Miami and LA Rethink Their Iconic Palm Trees

Image: Vincent Gerbouin/Pexels

by Natasha Lasky, ODP Staff Writer

Palm trees are the iconic imagery of warm coastal cities like Los Angeles and Miami. In fact, in Miami, palms make up over 55% of the city’s total tree population. Yet climate change and rising global temperatures are forcing city leaders to rethink the prominence of the palm.

Miami has started a 30-year plan to reduce its percentage of palm trees to one-quarter of its total canopy, by planting about 1,300 new shade trees. Meanwhile, Los Angeles’ palm trees are dying due to a beetle — the South American palm weevil— and a fungus called Fusarium. LA officials don’t plan to replace these palms in order to support species that provide more shade and can better stand up to the threats of climate change.

Why This Matters: Trees can do a lot for a city — they can improve the air quality, store carbon, absorb rainfall, and reduce urban warming. Palm trees are not as effective as other trees in benefitting city denizens; for example, a sabal palmetto palm would absorb 2.7lb of carbon dioxide, 1.7oz of ozone and 81 gallons of rainfall per year, while an oak of the same dimensions would absorb 510lb of carbon dioxide, 20oz ozone, and 725 gallons of rainfall.

Trees with bigger canopies are also more adept at preventing cities from overheating. A lack of trees in the city causes a phenomenon called urban heat islands, where a dearth of shade causes concrete to absorb more heat, making the atmosphere around the concrete hotter as well. This could have dire consequences — heat has killed more people than any other type of weather event.

Even incremental efforts to reduce heat in these cities is important as by the middle of the century, LA is expected to get three to five degrees warmer and have triple the number of extreme heat days. Meanwhile, a study conducted in West Palm Beach this past August found a heat-index temperature of 122 degrees downtown.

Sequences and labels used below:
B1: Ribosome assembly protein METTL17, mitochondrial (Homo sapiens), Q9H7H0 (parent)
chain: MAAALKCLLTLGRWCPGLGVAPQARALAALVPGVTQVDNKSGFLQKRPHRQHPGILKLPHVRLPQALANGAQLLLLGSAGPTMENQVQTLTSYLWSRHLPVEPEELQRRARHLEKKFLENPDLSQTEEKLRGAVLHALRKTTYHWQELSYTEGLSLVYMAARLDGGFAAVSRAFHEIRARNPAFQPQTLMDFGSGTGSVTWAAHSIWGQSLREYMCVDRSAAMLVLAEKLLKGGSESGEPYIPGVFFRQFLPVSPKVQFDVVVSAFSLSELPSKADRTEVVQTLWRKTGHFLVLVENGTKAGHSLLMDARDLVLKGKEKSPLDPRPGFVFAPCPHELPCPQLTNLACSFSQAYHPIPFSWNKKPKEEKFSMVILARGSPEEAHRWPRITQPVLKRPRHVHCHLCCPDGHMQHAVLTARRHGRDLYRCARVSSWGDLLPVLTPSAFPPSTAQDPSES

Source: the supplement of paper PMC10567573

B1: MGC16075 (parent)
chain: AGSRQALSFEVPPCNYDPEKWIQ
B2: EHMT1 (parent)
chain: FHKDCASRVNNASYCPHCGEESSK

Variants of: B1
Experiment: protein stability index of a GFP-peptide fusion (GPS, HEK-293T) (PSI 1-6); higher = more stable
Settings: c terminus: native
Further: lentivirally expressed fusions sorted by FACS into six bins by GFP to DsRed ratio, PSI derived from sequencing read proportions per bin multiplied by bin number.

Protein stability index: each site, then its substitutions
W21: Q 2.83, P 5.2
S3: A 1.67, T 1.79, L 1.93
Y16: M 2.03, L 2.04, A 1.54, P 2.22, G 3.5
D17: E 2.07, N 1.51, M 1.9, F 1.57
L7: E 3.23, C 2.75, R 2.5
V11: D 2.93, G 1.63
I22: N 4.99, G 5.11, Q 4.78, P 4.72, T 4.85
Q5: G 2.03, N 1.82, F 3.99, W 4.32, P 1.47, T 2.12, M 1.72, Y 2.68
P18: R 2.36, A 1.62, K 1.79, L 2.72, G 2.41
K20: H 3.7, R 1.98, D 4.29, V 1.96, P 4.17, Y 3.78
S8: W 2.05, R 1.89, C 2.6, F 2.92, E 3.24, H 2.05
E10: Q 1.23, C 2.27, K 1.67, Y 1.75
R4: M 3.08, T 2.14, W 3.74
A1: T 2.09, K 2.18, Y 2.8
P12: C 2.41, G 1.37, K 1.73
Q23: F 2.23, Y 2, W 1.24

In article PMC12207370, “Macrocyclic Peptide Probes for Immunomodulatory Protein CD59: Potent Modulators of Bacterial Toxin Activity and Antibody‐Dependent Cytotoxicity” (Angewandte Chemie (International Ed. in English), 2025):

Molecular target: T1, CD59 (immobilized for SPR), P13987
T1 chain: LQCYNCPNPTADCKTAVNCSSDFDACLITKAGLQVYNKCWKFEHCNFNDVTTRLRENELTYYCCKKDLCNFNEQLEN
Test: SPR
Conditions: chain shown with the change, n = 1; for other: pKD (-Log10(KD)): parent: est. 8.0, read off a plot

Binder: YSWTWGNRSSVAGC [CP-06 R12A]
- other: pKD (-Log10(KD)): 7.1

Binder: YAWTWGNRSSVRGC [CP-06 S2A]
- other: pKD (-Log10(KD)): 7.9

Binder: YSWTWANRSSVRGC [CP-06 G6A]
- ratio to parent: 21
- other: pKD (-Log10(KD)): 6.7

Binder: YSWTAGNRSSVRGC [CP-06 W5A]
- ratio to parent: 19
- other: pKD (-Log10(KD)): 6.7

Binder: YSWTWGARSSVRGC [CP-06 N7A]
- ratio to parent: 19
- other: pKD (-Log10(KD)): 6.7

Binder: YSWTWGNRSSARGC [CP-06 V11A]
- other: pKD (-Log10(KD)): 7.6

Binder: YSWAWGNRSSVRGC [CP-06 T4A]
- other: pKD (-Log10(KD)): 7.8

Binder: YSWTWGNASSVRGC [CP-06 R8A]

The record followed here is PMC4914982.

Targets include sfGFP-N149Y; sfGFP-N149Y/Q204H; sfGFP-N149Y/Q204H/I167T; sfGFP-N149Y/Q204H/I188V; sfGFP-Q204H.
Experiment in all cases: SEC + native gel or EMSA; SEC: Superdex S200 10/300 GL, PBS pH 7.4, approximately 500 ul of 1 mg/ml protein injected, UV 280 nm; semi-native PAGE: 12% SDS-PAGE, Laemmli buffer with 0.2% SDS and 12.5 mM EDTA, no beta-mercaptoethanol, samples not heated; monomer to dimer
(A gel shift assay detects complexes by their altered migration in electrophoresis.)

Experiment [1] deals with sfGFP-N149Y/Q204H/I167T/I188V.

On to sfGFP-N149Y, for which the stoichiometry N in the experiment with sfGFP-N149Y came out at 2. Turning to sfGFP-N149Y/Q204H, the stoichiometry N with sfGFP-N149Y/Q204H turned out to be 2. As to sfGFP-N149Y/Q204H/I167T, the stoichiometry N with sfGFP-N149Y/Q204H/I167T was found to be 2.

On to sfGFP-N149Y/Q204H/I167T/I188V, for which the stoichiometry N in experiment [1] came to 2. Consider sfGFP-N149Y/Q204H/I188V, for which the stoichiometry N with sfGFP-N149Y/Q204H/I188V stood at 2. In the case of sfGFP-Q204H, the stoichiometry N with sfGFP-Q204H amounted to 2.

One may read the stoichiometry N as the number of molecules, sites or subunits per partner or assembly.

Replacing the Palms: Planting new trees will not be easy, because there isn’t an infrastructure in place to support larger trees. West Palm Beach is spending over $9 million dollars making over three blocks on Clematis Street, and using part of the money to create planting structures that could allow shade trees to grow downtown. 

Meanwhile, Andy Lipkis, the president of TreePeople, an LA-based advocacy group, suggests that removing dead trees from Los Angeles over the next thirty years could cost $37bn

But there still is a place for palms in our cities. Elizabeth Wheaton, the environment and sustainability director for the City of Miami Beach, wrote in an email to the Miami Herald:Expanding shade canopy will enhance the city’s brand and quality of life. Palms will continue to be a focal point along the city’s roads, green spaces and parks.”

Ray Caranci, a landscape planner for West Palm Beach, told WUSF: “There will always be a place for palms; each site has to be looked at specifically. It’s not canopy trees at the expense of palms, it’s where can we find and provide more tree canopy.”


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